The study — based at the University of Exeter and University College Hospital in London — attempts to show that an individual suffering from alcoholism might benefit from a small one-time dose of ketamine.5 Led by lead researcher Ravi Das, the genesis of the study was the realization that ketamine has a major effect on memory and can be disruptive to the formation of new memories. In fact, the substance is more than merely disruptive to memory formation. Previous studies have shown that the use of ketamine actually causes memory loss,6 meaning that ketamine can essentially erase memories that were already formed and stored in the mind. It was this relationship between ketamine use and memory loss that inspired the study and led the team through their initial research.
Individuals with substance abuse problems often have certain people, places, things and situations that they associate with their substance abuse. Typically, these associations are made when an individual recalls an event that involves both substance abuse and that person, place, thing or situation. Alternately, mind-altering substances can change and distort memories that are preexisting in the brain, forming synthetic associations where they previously didn’t exist. When a person, place, thing or situation provokes strong thoughts of alcohol or drugs, it’s typically called a trigger. An individual must learn how to cope with these triggers as part of the recovery process because triggers incite strong cravings for alcohol or drugs.7 However, if these associations between substance abuse and the people, place, thing or situation could be broken, a person may be far less likely to experience cravings and, therefore, could have an easier time overcoming substance abuse.
“Memories that [a person] form[s] can be hijacked by drugs,” Das said in an interview. “People can successfully quit using over the short-term while being monitored in a hospital, but when they return home, they’re exposed to those environmental triggers again.”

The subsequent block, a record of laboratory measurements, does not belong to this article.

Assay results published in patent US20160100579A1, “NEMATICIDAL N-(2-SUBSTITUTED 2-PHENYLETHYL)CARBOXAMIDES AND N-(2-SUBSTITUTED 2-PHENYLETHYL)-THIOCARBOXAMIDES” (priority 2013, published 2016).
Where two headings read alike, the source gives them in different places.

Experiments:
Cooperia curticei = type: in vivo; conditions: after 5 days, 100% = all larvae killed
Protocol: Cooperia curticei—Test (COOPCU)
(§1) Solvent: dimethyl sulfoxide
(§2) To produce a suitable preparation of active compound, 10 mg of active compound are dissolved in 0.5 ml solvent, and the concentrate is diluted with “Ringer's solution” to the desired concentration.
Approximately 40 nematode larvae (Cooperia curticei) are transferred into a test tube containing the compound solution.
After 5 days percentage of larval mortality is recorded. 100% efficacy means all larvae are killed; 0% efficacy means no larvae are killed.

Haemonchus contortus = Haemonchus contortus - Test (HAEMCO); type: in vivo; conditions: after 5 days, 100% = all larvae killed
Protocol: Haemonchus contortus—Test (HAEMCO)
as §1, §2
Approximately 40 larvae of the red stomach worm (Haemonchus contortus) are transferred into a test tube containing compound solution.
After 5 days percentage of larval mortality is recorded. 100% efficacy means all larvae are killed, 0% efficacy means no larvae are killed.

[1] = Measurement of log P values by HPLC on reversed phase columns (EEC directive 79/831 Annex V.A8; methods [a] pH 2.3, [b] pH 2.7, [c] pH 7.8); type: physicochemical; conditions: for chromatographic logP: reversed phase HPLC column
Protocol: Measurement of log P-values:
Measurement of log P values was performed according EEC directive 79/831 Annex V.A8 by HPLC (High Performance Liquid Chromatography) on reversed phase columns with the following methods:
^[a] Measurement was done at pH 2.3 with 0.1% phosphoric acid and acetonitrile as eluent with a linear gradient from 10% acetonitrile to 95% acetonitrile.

There are a couple reasons why Das and his co-researchers believe ketamine could be a solution. As mentioned previously, a number of studies have found ketamine to be effective in treating severe depression. Since depression has been identified as risk factor for relapse, it follows that ketamine could be helpful as a treatment for alcoholism because it could help with any potential depressive symptoms.8 Another possible use for ketamine as a treatment for alcoholism involves the effects of ketamine on memory. The implication is that ketamine could help with alcoholism by essentially overwriting the memories of triggers that involve alcohol and substance abuse.9 In short, ketamine could help a person overcome alcoholism by altering and reforming neural connections in the brain.
The researchers involved in the study are currently in the early stages of their trials, so it’s yet to be seen whether their theories involving the use of ketamine to treat alcoholism will be proven. However, the preliminary findings and projections for the study are quite promising and worth keeping an eye on in the future.
By Dane O’Leary